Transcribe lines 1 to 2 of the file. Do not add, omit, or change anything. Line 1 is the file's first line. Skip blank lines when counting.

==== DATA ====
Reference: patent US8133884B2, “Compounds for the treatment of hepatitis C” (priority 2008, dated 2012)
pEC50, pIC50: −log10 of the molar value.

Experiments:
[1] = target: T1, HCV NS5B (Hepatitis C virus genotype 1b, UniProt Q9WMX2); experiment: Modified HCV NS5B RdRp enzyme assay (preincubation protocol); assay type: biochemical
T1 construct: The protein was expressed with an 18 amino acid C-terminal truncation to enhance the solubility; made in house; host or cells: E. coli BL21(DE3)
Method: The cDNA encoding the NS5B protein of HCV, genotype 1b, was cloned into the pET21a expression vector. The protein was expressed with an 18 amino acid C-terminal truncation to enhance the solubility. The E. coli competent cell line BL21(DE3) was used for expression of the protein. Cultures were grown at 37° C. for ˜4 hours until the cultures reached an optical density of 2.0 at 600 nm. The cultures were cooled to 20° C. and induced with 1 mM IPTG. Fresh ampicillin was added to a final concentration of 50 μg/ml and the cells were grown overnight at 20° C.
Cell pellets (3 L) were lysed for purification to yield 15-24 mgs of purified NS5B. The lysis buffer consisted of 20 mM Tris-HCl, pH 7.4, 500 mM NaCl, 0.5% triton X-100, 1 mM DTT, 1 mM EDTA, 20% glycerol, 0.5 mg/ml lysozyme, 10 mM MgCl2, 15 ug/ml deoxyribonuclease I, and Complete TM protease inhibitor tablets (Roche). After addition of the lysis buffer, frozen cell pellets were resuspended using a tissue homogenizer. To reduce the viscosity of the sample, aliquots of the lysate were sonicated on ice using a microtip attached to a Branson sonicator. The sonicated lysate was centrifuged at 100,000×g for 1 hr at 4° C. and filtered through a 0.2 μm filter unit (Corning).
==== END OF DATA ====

Reference: patent US8133884B2, “Compounds for the treatment of hepatitis C” (priority 2008, dated 2012)
pEC50, pIC50: −log10 of the molar value.